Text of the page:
Take Amazon.com, Inc., arguably the poster child for seemingly crazy business ventures that ended up working out. When the e-commerce giant got into the cloud storage business, some shareholders were concerned. They thought it would be a waste of time and resources. It has turned out to be quite a success. In the meantime, Microsoft Corporation acquired professional networking venue LinkedIn Corporation. Telecom major Verizon Communications Inc. is going to own Yahoo! Inc. soon. Lines are being crossed. That’s OK. With that as the backdrop, and knowing Facebook is being smart in its willingness to look beyond ad sales as a revenue source, James gives a closer look at three businesses Zuck could start with relative ease, leveraging its existing technologies and existing Facebook users to get them up and running.
#1: Digital Video/Television
Mark Zuckerberg has made it abundantly clear that Facebook is not a media firm. It’s simply the middleman that connects individuals with the media, and he has no plans on getting into the film and video business. The thing is, Netflix, Inc. and Amazon weren’t media firms either … right up until the point in time they both became one. It wouldn’t be a huge leap no matter which direction Zuckerberg might want to take it. FB already shares revenue with some digital content providers, confirming that the YouTube model works for it. More recently, the firm upped its limit on how long a live video stream could last. The cap is now a whopping four hours. A subscription-based model (even content not created by Facebook) is within reach, adding the social dimension to TV watching.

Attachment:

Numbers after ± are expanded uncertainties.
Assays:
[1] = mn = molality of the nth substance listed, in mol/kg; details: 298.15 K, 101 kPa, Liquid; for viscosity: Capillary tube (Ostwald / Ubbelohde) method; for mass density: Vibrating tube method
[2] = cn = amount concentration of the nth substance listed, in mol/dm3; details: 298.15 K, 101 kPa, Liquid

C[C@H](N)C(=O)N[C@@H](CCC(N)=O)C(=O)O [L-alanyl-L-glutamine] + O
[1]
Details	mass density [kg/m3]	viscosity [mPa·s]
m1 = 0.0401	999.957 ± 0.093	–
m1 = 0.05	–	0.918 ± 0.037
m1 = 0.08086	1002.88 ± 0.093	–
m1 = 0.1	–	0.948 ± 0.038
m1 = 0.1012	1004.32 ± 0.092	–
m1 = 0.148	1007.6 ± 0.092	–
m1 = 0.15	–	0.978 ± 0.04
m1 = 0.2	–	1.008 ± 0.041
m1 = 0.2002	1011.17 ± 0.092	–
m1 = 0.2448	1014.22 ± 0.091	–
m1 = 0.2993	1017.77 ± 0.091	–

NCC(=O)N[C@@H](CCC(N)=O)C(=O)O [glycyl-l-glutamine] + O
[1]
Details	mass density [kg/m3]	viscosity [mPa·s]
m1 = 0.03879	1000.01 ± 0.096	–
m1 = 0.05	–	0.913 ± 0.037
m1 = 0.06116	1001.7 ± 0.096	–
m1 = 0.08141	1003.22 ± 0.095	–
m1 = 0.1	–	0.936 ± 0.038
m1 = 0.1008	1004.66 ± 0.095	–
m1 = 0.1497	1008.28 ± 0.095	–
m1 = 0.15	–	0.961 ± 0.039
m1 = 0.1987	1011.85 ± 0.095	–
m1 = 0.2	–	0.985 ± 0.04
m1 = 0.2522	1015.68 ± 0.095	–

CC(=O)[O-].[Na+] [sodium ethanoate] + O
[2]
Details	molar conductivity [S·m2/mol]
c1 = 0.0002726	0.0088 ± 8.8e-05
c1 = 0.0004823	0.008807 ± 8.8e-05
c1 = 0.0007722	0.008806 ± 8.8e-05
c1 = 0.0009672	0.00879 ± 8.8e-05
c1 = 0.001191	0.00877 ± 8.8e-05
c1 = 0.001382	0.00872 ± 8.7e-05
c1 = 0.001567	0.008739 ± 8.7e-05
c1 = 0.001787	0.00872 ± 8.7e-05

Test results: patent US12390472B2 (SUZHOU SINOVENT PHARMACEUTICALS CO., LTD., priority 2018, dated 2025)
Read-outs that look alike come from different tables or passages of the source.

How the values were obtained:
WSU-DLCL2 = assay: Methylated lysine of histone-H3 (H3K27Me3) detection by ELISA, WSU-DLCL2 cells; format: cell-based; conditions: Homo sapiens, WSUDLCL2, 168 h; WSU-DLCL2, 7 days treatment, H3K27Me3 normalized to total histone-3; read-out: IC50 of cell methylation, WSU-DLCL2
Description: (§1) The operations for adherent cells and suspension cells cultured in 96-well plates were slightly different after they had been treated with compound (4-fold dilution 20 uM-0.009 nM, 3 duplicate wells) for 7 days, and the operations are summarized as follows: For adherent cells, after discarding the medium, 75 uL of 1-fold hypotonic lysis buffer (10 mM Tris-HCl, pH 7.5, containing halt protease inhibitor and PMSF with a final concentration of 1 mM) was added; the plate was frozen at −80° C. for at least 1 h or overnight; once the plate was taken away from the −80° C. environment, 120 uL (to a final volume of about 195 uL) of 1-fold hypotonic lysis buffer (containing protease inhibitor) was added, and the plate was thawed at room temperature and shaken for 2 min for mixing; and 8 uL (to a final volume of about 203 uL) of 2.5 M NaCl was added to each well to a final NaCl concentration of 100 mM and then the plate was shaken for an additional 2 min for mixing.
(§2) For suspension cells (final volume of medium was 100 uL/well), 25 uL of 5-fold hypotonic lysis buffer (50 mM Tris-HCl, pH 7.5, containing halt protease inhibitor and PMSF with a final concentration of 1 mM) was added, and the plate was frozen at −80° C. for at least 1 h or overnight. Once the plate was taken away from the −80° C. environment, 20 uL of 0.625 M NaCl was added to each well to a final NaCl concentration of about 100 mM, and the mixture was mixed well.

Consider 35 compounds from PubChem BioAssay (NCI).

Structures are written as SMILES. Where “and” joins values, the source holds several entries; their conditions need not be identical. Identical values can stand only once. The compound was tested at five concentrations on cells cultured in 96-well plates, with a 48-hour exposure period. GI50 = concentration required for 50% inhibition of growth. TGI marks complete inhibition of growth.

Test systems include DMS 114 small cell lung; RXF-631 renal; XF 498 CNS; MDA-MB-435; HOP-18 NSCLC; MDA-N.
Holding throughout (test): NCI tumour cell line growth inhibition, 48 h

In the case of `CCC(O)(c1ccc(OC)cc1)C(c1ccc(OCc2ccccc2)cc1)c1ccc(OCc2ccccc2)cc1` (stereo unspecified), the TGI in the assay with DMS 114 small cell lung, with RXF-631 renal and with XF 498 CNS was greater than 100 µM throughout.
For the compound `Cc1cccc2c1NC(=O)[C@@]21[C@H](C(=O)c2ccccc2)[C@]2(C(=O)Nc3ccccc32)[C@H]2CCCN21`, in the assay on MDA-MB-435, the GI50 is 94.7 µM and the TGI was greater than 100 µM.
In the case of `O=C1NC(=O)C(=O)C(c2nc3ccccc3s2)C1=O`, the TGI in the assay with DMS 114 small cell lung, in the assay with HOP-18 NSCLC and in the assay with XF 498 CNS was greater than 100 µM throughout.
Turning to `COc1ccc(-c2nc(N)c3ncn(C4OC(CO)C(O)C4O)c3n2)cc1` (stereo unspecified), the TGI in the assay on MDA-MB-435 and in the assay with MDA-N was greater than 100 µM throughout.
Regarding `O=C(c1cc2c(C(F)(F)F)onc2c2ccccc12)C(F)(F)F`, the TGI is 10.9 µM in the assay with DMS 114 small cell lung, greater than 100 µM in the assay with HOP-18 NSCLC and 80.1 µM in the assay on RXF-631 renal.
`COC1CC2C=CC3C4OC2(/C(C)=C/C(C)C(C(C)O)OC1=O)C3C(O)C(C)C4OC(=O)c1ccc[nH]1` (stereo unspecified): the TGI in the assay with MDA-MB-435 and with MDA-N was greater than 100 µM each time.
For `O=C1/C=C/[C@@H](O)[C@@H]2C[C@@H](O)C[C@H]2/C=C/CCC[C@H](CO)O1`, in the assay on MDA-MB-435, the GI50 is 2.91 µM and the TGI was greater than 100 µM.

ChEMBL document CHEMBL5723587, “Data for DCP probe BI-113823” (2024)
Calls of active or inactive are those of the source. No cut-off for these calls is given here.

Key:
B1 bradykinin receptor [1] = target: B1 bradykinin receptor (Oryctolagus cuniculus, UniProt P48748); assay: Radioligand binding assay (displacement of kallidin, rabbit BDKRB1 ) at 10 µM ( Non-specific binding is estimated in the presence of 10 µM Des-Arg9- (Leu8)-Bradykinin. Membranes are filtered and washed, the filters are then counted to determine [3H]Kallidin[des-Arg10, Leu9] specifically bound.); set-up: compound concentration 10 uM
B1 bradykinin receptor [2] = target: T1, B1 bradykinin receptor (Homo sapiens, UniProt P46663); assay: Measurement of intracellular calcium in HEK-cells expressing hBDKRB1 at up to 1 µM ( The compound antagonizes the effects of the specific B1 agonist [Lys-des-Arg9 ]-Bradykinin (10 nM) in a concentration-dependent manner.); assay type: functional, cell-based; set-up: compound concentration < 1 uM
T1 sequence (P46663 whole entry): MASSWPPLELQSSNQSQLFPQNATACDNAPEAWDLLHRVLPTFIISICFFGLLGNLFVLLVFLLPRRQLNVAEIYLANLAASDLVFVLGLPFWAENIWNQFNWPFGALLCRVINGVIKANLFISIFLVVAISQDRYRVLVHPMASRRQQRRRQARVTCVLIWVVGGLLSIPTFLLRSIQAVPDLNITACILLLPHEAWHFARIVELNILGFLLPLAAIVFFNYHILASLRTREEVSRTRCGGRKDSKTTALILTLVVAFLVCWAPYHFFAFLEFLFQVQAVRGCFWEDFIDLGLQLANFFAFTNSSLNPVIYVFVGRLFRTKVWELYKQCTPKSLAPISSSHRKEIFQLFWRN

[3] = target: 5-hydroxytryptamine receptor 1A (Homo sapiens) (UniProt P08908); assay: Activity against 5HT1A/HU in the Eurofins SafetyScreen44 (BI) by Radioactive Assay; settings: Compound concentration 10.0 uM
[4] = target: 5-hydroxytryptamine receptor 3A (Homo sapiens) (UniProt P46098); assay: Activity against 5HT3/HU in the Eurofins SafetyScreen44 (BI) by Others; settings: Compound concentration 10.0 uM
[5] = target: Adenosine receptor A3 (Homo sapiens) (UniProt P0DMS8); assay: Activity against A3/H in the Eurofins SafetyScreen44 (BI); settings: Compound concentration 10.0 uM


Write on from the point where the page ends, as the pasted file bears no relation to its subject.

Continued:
#2: Virtual Reality Filming Hardware/Software
GoPro Inc was never a bad firm. It was just never going to live up to the hype — action cameras are a niche market, and one with slow upgrade cycles. GoPro also never really answered the question of “what do I do with the video I shot?” Ditto for virtual reality cameras, only perhaps even more so on all three fronts. While Facebook can’t single-handedly make the VR camera market bigger than it really is, it can make it better, in that it’s the developer of the Oculus Rift — hardware explicitly designed to immerse users in a virtual world. If Facebook can seamlessly connect VR content creation and VR usage — something GoPro has yet to do well even with non-VR media — it could become the proverbial gold standard in that business, coming and going.
#3: Cloud-Based Storage
Last but not the least, though it’s a highly competitive business, cloud storage and cloud computing is a proven business. Yes, Microsoft, Amazon and others are well ahead in this race, but Facebook has an edge neither of those players has when it comes to making the cloud useful for the average consumer. That is, Facebook has 1.13 bn active users logging in and checking their feed out every single day. They may well appreciate being able to access a document, video, music or even backup data while they’re perusing the site.
James concludes by saying not to look for Facebook to wade into any of these waters anytime soon, if it wades into them at all. On the other hand, don’t be shocked if one or more of them happen sooner or later. A lot of things seem unlikely right up until they became a reality. Indeed, the advent of Facebook itself is one of them. FB toppled a dominant MySpace shortly after MySpace was being hailed as a monopoly. In the grand scheme of things, getting into cloud storage or deeper into virtual reality would be relatively small potatoes for Facebook Inc .